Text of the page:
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Chances are you’ve heard that meditation is good for you.
Everyone from Oprah to Russell Brand has talked about the benefits of their meditation practice.
Maybe you’re wondering how and why to start.
Meditation is an ancient practice that sometimes gets a bad rap for being too “boho” or “out there,” or just for the flower children among us.
However, you don’t need a Maharishi to get started.
I’ve been meditating for almost 30 years and I’ve tried a few different methods along the way.
There’s one thing I’ve noticed. Whenever I have a regular, daily (even short) meditation practice, I notice my ability to bounce back from stressful situations much better. I feel less overwhelmed and more able to focus on enjoying my life.
I actually got my start meditating way back in 1991 with the book The Relaxation Response by Herbert Benson. The book was nearly 20 years old even then.
Written by a Harvard Medical doctor and Director of the Hypertension Section of Boston’s Beth Israel Hospital, Dr. Benson’s book sweeps aside any hippie spirituality aspect of meditation and emphasizes the physical benefits of meditation to bring about our body’s natural relaxation response.
He found that by meditating regularly, his patients were able to reduce their body’s fight or flight mode, reduce stress, and lower their blood pressure. Meditation literally improves the condition of your heart.
I highly recommend this book as it has detailed information about the anatomy and physiology of stress, the impacts on your body, and how meditation works with your brain and nervous system to help improve your health and wellness.
Where to start?
There’s no right or wrong way to meditate. In fact, there are many ways that have been scientifically proven to increase your health and decrease your stress response.
I encourage anyone interested in trying meditation to experiment with one way for 10 minutes each day for a week. See what you think. If it’s not really working for you, try a different method.
The first thing to know about meditation is this: Don’t try to make anything happen when you meditate. It’s not something you need to work at or get better at. Just observe. From there, it’s a matter of which method you are most likely to stick with.
Three different methods:
This method is the easiest to start with, in my opinion. You can use apps, recordings, or videos that give you something to focus on during your meditation. Sometimes it’s a visualization that you’ll be guided through, sometimes a mantra, but you have the benefit of someone’s voice to keep you going.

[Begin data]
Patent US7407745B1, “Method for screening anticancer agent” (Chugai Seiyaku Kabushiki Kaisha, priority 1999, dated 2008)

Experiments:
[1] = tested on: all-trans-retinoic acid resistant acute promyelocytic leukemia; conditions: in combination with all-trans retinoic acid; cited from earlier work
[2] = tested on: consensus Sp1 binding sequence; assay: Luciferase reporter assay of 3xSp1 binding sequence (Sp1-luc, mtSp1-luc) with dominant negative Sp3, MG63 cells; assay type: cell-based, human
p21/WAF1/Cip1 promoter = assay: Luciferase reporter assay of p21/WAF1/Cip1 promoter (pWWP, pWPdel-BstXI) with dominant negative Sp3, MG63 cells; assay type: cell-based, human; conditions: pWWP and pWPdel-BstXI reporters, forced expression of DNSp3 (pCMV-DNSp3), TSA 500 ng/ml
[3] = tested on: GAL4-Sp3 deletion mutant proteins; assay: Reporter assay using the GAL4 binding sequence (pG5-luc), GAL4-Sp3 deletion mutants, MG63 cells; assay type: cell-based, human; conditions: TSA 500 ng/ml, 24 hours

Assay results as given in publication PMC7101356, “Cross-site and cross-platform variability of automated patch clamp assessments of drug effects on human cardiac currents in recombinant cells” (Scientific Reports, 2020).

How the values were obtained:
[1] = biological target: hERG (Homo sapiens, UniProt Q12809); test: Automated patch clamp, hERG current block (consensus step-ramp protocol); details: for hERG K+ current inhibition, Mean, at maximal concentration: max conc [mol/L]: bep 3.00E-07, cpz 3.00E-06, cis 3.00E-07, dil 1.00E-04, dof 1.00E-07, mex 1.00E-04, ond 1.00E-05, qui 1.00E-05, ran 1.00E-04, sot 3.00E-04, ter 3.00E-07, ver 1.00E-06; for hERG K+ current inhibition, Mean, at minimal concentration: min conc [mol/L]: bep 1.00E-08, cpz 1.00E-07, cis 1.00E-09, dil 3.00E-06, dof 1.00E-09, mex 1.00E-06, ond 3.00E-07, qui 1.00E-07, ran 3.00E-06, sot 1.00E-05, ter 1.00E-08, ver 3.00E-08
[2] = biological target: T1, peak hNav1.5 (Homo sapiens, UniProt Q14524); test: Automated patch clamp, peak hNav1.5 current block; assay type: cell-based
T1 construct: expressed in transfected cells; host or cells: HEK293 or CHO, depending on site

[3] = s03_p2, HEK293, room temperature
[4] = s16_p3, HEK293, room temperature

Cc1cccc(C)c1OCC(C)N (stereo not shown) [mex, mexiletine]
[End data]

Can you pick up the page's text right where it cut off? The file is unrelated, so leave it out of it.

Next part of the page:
They often have some kind of theme—and you can choose one that makes sense to you. I’ve used and liked the apps Calm and Insight Timer, which have the option to choose guided meditations. Or you can simply set a timer and do your own thing.
This one’s one of my personal favorites for my own practice, as I have become passionate about using breath to regulate the nervous system. You can do this by simply focusing your attention on your breath. Notice your inhale and your exhale. As any thoughts start to come up, you simply return to placing your focus back on the breath. This is the method that is described in The Relaxation Response.
In addition, I like to add a little breath counting to this one sometimes if my mind is particularly busy. This makes it easier to maintain and provides a focal point. I count exhales up to five, then start again counting back down to one, and repeat. I like to set a timer with a really gentle bell that goes off, so it doesn’t startle me out of my relaxed state.
One of the oldest methods of meditation, this method involves choosing a mantra. You can choose either a word or a phrase to focus on. As in the other methods, the mantra becomes where you place your attention. You can say your mantra aloud or to yourself as you meditate. It can be a word such as “peace,” a phrase such as “I am focused,” or any phrase of your choosing. Whenever you drift away from your mantra, you bring yourself back and begin again.
The main recurring theme for meditation practice is finding a relatively calm, quiet place, being in a comfortable position, and bringing your attention to something.
Dr. Benson emphasizes a quiet place when you are meditating, but the benefits can be found even if you don’t have immediate access to quiet. Again, there’s no need to try to make anything happen. In fact, the point of meditation is exactly the opposite! Instead of trying to make something happen, we simply observe.
Whether we observe someone’s voice who guides us, our breath, or a mantra, we bring the attention back to that observation again and again. No fancy poses or settings are necessary.
No self-criticism involved here, either. Being hard on yourself every time your thoughts wander also defeats the purpose of meditation. Just keep coming back.
Meditation only takes a few minutes a day, but it actually gives us time. By moving from feeling stressed and anxious to calm and free, your mind can think more clearly, focus better, and your body can feel better.
Being less tense and constricted in your body allows for freer movement and healthier body systems. All your systems are more efficient, leading to better health and quality of life.
Give one of these a try today and let me know how it goes. You can start with just one minute or go for 10 minutes.
Tell me—which one did you choose? What did you like or not like about your experience?